Algerian bomb squads searched a gas refinery laced with mines on Monday, looking for more explosive traps a day after the discovery of more bodies throughout the site raised the toll from the terrorist siege well past 80.
Special forces from the Algerian military stormed the plant on Saturday to end the four-day siege, then the government began the painstaking work of finding and defusing the explosives planted in what government officials said was a plot by the Islamic extremists to blow up the complex and kill all their captives.
In a statement, the Masked Brigade, the group that claimed to have masterminded the takeover, warned of more such attacks against any country backing France's military intervention in neighbouring Mali, where the French are trying to stop an advance by Islamic extremists.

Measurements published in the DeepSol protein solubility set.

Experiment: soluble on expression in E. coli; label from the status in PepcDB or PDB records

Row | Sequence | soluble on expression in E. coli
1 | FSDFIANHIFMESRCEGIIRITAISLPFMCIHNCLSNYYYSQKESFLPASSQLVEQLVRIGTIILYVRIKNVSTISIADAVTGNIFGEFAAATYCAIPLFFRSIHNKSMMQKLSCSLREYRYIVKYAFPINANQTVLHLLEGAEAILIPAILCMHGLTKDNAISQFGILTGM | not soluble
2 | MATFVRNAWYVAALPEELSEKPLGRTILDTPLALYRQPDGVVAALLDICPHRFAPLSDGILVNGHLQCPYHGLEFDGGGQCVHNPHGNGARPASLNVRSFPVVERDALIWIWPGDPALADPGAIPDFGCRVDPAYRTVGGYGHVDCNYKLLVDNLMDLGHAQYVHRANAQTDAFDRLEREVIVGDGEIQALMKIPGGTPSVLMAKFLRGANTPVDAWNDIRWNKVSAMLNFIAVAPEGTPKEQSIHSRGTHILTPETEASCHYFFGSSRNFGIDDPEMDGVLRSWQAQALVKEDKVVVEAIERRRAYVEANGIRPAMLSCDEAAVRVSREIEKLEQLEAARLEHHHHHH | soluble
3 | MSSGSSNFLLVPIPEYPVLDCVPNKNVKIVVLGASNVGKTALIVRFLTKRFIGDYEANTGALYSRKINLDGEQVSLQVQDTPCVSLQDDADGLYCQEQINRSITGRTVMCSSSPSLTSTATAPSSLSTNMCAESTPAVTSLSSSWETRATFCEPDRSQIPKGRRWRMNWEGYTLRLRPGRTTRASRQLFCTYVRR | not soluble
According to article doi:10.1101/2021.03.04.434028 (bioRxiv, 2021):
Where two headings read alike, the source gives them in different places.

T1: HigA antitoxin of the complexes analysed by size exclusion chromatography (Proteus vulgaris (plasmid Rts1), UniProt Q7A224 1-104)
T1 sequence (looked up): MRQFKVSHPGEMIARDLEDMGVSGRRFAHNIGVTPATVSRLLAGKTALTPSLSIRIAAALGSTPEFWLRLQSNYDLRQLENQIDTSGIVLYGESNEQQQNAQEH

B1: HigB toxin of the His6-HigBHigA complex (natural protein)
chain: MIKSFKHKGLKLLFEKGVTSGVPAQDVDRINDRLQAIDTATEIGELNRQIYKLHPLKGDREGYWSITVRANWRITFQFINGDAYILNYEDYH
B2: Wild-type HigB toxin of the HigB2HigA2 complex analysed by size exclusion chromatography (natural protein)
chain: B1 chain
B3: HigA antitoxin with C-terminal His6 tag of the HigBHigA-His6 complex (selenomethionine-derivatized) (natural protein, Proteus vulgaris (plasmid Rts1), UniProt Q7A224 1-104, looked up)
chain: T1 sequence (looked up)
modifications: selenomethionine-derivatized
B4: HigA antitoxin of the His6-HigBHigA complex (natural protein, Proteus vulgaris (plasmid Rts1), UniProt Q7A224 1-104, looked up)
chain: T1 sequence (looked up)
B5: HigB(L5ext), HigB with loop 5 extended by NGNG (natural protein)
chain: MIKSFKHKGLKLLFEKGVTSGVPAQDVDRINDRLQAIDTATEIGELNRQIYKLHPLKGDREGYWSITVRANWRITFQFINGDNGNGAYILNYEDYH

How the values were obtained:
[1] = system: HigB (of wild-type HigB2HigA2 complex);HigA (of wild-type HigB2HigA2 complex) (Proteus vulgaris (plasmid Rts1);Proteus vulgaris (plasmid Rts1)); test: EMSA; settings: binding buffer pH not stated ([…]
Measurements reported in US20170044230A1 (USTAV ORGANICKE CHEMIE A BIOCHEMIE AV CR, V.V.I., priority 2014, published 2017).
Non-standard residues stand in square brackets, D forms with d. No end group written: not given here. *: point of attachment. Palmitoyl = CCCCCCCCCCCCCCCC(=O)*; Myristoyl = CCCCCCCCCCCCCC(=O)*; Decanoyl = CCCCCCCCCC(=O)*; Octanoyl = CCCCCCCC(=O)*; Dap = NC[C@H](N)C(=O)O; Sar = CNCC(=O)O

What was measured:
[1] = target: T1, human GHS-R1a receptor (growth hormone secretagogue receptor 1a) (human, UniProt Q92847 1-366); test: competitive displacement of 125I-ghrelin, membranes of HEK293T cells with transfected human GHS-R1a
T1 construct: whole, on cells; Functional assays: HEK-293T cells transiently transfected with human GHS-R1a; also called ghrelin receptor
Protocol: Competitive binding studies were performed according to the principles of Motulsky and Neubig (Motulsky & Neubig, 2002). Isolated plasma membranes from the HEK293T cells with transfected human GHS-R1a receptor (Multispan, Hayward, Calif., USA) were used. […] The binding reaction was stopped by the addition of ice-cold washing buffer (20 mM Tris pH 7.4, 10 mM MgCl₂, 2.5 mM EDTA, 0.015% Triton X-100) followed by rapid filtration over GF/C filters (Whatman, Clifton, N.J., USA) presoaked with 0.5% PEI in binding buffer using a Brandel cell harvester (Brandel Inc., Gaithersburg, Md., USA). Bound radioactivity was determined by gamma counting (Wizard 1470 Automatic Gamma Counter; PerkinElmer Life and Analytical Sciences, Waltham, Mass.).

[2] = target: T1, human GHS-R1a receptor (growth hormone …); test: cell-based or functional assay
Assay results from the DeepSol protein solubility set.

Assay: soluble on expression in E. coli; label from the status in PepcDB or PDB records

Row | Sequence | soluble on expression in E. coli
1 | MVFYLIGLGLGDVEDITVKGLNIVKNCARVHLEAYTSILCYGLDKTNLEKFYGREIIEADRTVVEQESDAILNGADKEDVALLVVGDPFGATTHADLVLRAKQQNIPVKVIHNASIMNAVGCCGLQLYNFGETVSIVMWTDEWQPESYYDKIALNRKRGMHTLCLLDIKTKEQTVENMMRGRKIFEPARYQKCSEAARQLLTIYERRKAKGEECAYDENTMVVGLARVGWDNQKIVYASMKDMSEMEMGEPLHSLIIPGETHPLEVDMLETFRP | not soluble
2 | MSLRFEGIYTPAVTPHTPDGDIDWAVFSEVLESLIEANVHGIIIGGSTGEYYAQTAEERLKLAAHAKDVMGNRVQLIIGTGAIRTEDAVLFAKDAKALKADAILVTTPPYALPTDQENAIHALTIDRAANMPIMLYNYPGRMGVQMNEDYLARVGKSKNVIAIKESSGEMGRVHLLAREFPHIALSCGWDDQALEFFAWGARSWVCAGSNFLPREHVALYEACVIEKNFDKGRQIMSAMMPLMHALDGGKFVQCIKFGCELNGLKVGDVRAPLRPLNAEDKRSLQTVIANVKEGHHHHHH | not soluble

"We stress to our Muslim brothers the necessity to stay away from all the Western companies and complexes for their own safety, and especially the French ones," the statement said.
Algeria said after Saturday's assault by government forces that at least 32 extremists and 23 hostages were killed. On Sunday, the Algerian bomb squads found 25 more bodies, said a security official, who spoke on condition of anonymity because of the sensitivity of the situation.
"These bodies are difficult to identify. They could be the bodies of foreign hostages or Algerians or terrorists," the official said.
In addition, a wounded Romanian who had been evacuated died, raising the overall death toll to at least 81.David Plouffe, a senior adviser to President Barack Obama, said that al-Qaida and al-Qaida-affiliated groups remain a threat in North Africa and other parts of the world, and that the U.S. is determined to help other countries destroy those networks.
Speaking on "Fox News Sunday," Plouffe said the tragedy in Algeria shows once again "that all across the globe countries are threatened by terrorists who will use civilians to try and advance their twisted and sick agenda."